Overkill is never a bad thing,extreme overkill,in the case of a string can cause problems,The thicker the string,the deeper the notch in the nut has to be in order to properly hold the string when the bow is cocked.If the string is too thick,premature discharge and excessive string wear could result.
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    Re: STRINGS, How to?

    Post by c sitas on Fri Jun 05, 2015 1:29 pm

    Very good points.  I don't understand this myself. If the bolt is held tight to the string with a spring finger, and also held down to the track,  what happens to let the string" jump the arrow"
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    Re: STRINGS, How to?

    Post by OrienM on Fri Jun 12, 2015 9:32 am

    c sitas wrote:If the bolt is held tight to the string with a spring finger, and also held down to the track,  what happens to let the string" jump the arrow"?

    If the string is very thick, or the claws of the nut too short relatively, then the string can "climb the claws" and dryfire over the top of the bolt. The bolt clip tension is nothing compared to the force of the moving string, and just flexes out of the way.

    Happened to me while finishing up my first Xbow build...the weapon wasn't even in my hand, but (luckily!) sitting on the ground. I turned away to set the wippe down, when suddenly...BAM! Very startling indeed. A new, thinner string fixed the problem.

    EDIT: I'm not 100%, but I suspect this problem is limited to rolling-nut type locks...I can't see how it could occur with a more modern, overclaw-type (like the Barnett) lock.

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    Re: STRINGS, How to?

    Post by c sitas on Fri Jun 12, 2015 8:13 pm

    You know ,the more I think about this, the more I have to disagree about the thick string.I lean more towards a bad cut angle on the roller fingers.My reasoning here looks at the medieval bows. The stuff they used looked more like a rope than a string.I never read about them having a problem with this.It would stand to reason ,if the roller fingers were positioned just a tad forward of vertical, this could and most likely would happen.If the thick string was not served tightly it would be a little on the rolley polley side,and not solid. I have mismade servings for regular bows and had this problem. The serving will roll on the string .I remember a while back Geezer made mention of this roller position. I'm just thinking out load here.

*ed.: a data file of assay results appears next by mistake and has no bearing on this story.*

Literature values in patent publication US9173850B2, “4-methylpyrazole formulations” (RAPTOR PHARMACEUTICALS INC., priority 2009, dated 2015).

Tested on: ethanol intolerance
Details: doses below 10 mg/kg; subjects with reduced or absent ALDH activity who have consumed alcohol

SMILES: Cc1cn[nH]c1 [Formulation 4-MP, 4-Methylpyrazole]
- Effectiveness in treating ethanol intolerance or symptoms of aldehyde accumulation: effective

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    Re: STRINGS, How to?

    Post by drawknife on Mon Jun 22, 2015 9:50 am

    Hi, I have made crossbow strings from 120 to 150 strands of brown linen sewing thread. They look very realistic on medieval crossbows especially when half cockscomb served at the loops in white with a white centre serving of linen thread. I have had no problem with string jump when using a delrin rolling nut.

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    Re: STRINGS, How to?

    Post by c sitas on Sun Jun 28, 2015 8:38 pm

    Mr Drawknife; could you please tell me what you mean by cockscomb served. I a make a lot of bow strings but, I am not familiar with that term. I do agree it looks very sharp indeed.

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    Half Cockscombing

    Post by drawknife on Mon Jun 29, 2015 3:34 am

    Hi Mr Sitas,
    It is a little difficult to explain how to do it, however, the nearest way is to think of cockscombing as a series of clove hitch knots running around the end loop with the ridge on the outside. I got the info from The Society of Archer-Antiquaries journal. (I wish I could post a picture which would make it clearer).

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    Re: STRINGS, How to?

    Post by c sitas on Mon Jun 29, 2015 6:54 am

    Thank you Drawknife; I'll try to chase this article down. I think I've seen this done on some regular archery strings, only not so extent.

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    Re: STRINGS, How to?

    Post by Hermit on Mon Jun 29, 2015 11:51 am

    For homemade crossbow strings,go to you tube and type in" homemade crossbow string".Look for tutorial on"replacement 80lb pistol crossbow strings" in a collection of videos under "the art of weapons" heading.The video is made by a boy in his early teens,but all his methodology is sound.He uses some different materials for his strings which seems to work.The usual material used by members of this forum,which is considered to be the best,is called Dacron B,and is available thru' the usual channels,e bay,etc